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The Last Cowboy Song

By: Jim Taylor 

Having grown up amongst cowboys on a ranch in southern Montana, I was moved by a video I was introduced to on YouTube entitled “This Is The Last Cowboy Song” by Kirstie Lambert. Kirstie provided the photography and the song – Last Cowboy Song – is by Ed Bruce. Kirstie is a disciple and student of the late David Stoecklein whose photographs of ranches and the people who own and work them are legendary. She put this together for him in the last days of his life.

The thought that this way of life might be ending is sad. It is sad because this was a breed of men and women where the work was an end in itself – not a means to an end. The cowboy ethic included concepts such as a man’s word is his bond; one always does more than his share so as not to be beholden to others; and you always ride for the brand.  I never became a cowboy but I have always tried to live by the cowboy ethic and have tried to pass those concepts on to my children.

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I have sold ranches for 45 years this month and I have to believe that there is a good chance that the wealthy men and women who buy ranches these days will embrace these concepts and ensure that their children and grandchildren are well exposed to them. I am pretty convinced that you don’t need to be a cowboy to appreciate the many lessons that life on a ranch can teach. And let’s hope that the men and women who live this creed will continue to do so and provide an example for all of us to follow.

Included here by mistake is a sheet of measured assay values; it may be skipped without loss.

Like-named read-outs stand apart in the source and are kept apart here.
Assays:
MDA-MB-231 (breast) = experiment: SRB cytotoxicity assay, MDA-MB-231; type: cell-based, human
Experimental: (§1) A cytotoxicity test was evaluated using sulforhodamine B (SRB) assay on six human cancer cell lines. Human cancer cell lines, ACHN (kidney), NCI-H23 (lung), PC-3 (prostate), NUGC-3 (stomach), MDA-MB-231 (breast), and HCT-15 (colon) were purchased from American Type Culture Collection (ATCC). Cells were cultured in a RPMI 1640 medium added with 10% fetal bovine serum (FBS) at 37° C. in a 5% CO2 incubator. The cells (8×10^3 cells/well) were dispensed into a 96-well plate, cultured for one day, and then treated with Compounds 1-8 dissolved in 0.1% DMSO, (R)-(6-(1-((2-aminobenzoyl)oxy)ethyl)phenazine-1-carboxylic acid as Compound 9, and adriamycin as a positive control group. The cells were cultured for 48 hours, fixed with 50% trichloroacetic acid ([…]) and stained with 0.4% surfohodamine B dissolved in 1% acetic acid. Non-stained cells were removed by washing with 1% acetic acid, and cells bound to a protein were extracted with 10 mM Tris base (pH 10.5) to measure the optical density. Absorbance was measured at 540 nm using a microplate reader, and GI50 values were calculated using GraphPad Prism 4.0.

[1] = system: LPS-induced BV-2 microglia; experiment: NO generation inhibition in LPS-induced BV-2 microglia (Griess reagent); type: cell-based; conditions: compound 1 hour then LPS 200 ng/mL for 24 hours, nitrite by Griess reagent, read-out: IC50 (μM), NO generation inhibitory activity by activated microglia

Hall and Hall Brokers Sale of Blue Springs Plantation

Hall and Hall’s Southeastern Affiliate, Elliott Davenport, recently brokered the sale of Blue Springs Plantation. The historic 7,235 acre property near Albany, GA had not changed hands in 50+ years and includes some of the most productive wild quail hunting ground in all of South Georgia.

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Surrounded by neighbors that include Nonami, Pineland and Wildfair Plantations, Blue Springs is trophy recreational land that provides excellent whitetail deer and turkey hunting, in addition to its quail opportunities. The plantation has miles of frontage on the Flint River – an ecologically important and spectacular free flowing river.

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The main house is a quintessential southern plantation home that was first built in the early 1930s by William C. Potter, following a design by Hentz, Adler & Shutze of Atlanta, Georgia. Edward Vason Jones was commissioned to design a wing for the gun room, wine cellar and library in 1957.